Gus Cantrell is a major league pitcher in the twilight of his career. He contacted by Roger Dorn, General Manager of the Minnesota Twins, and offered the role of managing the Buzz, the ... See full summary »
Rachel Phelps is the new owner of the Cleveland Indians baseball team. However, her plans for the team are rather nefarious. She wants to move the team to Miami for the warmer climate and a new stadium. To justify the move, the team has to lose, and lose badly. So she assembles the worst possible team she can. Among these are a past-his-prime catcher with bad knees, a shrewd but past-his-prime pitcher, a young tearaway pitcher (and felon) with a 100 mph fastball but absolutely no control, a third baseman who is too wealthy and precious to dive, a voodoo-loving slugger who can't hit a curve ball and an energetic-but-naive lead off hitter and base-stealer who can't keep the ball on the ground. Against the odds, and after the inevitable initial failures, they iron out some of their faults and start to win, much to Ms Phelps' consternation. Written by
In the final game, Willie Mays Hayes makes a great catch at the wall, in front of a Minnesota Twins banner. Hall-of-Famer Kirby Puckett (of the Twins) was legendary for his gravity-defying catches off the center-field wall, especially in the 1991 World Series. This catch was also rumored to pay special homage to Stormin' Gorman Thomas of the Milwaukee Brewers for his famous wall-catch in a game against the Baltimore Orioles, which preceded their trip to the world series in 1982 See more »
When Lou Brown talks to Vaughn about sending him back to the minors to work on his control, he says "take Ryan there," motioning to a picture behind him as an example of a pitcher who turned it around in the minors. Yet "Ryan" is clearly dubbed; Brown mouths "Koufax" and indeed you can see a picture of the left-handed Sandy Koufax when Brown stands up. This line was likely changed after someone informed the writer/director David S. Ward that Sandy Koufax never played a day in the minor leagues, joining the Dodgers right out of high school. See more »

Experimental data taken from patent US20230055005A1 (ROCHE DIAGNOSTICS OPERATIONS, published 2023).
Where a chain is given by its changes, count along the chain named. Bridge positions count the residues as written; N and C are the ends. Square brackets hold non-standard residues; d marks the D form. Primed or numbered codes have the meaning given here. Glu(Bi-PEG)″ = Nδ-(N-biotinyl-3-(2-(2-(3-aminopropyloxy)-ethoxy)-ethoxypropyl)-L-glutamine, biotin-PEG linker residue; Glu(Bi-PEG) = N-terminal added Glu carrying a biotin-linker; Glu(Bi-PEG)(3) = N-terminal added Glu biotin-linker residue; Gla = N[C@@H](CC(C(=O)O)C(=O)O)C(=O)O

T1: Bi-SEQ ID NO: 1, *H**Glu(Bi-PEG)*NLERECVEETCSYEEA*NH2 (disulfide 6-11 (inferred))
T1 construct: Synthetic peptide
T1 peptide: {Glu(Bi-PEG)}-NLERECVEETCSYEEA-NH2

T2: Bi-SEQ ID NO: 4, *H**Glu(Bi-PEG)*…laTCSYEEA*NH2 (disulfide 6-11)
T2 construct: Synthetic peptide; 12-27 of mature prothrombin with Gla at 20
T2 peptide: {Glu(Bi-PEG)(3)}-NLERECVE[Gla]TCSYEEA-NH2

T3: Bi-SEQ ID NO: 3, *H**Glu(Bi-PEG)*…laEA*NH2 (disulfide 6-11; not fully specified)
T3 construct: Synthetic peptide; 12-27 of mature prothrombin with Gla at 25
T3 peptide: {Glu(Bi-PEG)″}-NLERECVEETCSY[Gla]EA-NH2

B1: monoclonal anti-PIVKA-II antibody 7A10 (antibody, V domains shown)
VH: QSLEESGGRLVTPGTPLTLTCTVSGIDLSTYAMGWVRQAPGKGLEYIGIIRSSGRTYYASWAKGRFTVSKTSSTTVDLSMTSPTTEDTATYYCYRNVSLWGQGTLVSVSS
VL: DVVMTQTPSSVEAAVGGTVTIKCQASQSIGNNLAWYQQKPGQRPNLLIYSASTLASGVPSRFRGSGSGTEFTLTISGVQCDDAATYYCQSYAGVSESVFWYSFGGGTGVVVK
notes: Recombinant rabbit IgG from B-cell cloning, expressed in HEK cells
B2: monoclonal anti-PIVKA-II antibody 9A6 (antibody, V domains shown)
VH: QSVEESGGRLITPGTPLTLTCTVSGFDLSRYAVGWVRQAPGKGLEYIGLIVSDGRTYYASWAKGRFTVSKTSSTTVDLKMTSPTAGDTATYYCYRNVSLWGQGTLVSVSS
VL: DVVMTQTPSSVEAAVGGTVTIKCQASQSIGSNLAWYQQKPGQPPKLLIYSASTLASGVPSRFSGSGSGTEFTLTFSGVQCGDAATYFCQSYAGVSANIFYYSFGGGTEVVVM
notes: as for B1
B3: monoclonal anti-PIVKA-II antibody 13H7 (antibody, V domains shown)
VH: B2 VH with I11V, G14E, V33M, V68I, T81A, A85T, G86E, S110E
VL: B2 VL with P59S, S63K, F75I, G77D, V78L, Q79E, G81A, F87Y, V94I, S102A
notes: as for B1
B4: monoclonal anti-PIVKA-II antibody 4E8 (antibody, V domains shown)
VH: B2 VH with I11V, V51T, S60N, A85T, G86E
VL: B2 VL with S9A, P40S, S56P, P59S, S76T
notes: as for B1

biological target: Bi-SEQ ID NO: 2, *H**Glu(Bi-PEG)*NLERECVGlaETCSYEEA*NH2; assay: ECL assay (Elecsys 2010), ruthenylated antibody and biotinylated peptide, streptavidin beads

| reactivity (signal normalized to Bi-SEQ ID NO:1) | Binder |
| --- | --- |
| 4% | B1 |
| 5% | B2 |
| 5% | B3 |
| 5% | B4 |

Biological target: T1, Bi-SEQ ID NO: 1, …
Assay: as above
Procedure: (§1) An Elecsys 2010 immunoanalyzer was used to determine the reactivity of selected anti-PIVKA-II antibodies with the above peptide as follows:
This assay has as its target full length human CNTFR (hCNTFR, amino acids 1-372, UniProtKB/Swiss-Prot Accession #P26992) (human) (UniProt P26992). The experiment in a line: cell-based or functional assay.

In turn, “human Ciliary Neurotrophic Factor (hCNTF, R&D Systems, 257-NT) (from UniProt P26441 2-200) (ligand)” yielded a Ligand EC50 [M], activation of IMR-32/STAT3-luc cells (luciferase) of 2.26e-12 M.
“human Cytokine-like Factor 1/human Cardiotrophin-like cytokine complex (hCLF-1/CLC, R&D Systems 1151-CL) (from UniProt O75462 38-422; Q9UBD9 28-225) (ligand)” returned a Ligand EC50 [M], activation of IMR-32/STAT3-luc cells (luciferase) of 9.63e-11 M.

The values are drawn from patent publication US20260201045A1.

Good morning, gentlemen, and welcome to another season of Indians baseball.
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As you might know, Baseball is not big in Germany. Hardly anybody knows or understands the rules. People watch soccer here. Basketball gets bigger. But Baseball? No.
So this movie, which many of my friends watched as well, was my first contact with this interesting sport. Of course, it is a fairy tale. Of course, the underdog won't get that big that it will beat everybody and win the championship. Or will it?
Sports history tells us different. The story is the same in every sport. Just two years ago, a team just promoted from second division won the German soccer championship!
This movie depicts the glorious story of a bunch of outsiders and underachievers who finally win some games. And it is told in such a wonderful manner that you can't but root for them on their way out of the slumps. Yes! It is a simple story! But the characters are wonderful, the wisecracking Harry Doyle incredibly funny and the finals... well... no spoilers here.
My most favorite moment is when oldtimer pitcher Harris is replaced by Charlie Sheens character in the finals. In the first games of the season, some die-hard fans had given Sheen the nickname "Wild thing" and sang the famous song. Now, the whole crowd is chanting this song as Sheen steps onto the field to pitch his largest enemy. This scene always gives me goosebumps. It is splendid.
Many great moments, excellent humor and a fate you would wish for your favorite sports team as well - unless you are one of those boring Yankees, Bulls or Bayern Muenchen fans...
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